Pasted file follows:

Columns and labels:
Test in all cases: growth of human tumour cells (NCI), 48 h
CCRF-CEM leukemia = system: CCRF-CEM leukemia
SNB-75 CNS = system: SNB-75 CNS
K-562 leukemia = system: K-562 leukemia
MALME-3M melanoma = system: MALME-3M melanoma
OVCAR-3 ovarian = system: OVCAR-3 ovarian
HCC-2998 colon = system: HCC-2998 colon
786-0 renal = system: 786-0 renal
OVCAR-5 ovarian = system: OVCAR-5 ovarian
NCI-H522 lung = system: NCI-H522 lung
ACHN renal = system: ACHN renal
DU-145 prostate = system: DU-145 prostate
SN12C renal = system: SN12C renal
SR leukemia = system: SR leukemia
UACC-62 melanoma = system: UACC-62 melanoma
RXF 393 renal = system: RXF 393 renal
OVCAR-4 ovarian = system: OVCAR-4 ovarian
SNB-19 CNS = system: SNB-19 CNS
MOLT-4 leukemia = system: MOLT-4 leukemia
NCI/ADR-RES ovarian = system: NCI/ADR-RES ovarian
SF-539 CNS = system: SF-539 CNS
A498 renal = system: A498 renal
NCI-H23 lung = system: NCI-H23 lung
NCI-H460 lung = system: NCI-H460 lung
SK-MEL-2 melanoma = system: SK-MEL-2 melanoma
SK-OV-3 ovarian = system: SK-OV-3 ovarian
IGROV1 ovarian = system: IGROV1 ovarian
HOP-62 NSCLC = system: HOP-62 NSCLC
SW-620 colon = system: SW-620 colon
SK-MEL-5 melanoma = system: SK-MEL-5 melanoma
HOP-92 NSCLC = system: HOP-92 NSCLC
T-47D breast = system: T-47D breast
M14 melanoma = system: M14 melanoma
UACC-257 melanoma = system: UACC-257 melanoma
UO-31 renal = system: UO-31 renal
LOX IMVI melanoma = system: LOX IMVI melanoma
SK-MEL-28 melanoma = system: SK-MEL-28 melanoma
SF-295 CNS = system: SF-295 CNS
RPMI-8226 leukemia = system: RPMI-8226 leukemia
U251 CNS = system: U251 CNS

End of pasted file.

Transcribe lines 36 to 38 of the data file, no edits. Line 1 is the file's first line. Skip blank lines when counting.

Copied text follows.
UO-31 renal = system: UO-31 renal
LOX IMVI melanoma = system: LOX IMVI melanoma
SK-MEL-28 melanoma = system: SK-MEL-28 melanoma